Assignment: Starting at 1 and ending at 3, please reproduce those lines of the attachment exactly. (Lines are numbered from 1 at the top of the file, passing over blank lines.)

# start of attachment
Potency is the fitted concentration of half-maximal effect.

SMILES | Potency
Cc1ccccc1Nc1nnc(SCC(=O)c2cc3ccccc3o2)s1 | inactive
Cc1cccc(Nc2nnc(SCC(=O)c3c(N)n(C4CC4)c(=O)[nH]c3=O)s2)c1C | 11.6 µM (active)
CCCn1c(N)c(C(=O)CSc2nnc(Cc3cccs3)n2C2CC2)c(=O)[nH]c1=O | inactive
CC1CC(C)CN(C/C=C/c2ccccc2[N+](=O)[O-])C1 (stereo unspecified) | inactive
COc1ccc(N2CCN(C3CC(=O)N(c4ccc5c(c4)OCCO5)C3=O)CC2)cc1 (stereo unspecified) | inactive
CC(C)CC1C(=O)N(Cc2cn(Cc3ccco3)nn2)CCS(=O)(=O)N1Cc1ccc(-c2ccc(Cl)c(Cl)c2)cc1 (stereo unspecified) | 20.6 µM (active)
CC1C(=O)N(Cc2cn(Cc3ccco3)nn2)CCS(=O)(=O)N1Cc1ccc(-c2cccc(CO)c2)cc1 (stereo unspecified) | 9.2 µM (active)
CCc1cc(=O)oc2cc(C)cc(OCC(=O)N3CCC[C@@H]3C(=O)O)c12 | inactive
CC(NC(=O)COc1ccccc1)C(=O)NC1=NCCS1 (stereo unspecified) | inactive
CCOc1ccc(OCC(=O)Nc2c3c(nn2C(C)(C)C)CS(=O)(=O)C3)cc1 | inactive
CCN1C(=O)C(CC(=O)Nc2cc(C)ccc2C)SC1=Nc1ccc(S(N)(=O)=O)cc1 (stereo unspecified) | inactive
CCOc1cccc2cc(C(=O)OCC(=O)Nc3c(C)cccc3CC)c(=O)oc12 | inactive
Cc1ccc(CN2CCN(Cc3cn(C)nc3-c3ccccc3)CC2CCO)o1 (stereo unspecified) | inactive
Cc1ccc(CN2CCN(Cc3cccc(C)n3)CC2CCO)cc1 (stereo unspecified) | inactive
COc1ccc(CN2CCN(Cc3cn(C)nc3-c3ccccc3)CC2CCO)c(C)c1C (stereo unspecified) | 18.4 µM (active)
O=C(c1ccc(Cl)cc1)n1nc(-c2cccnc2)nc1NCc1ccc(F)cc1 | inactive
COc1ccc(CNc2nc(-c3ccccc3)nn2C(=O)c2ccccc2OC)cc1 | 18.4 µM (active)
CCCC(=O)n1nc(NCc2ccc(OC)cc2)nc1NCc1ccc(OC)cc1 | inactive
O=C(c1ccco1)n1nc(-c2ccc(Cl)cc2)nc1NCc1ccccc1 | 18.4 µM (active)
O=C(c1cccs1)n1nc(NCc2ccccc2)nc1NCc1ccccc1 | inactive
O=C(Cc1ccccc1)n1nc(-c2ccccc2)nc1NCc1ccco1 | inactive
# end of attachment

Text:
Potency is the fitted concentration of half-maximal effect.

SMILES | Potency
Cc1ccccc1Nc1nnc(SCC(=O)c2cc3ccccc3o2)s1 | inactive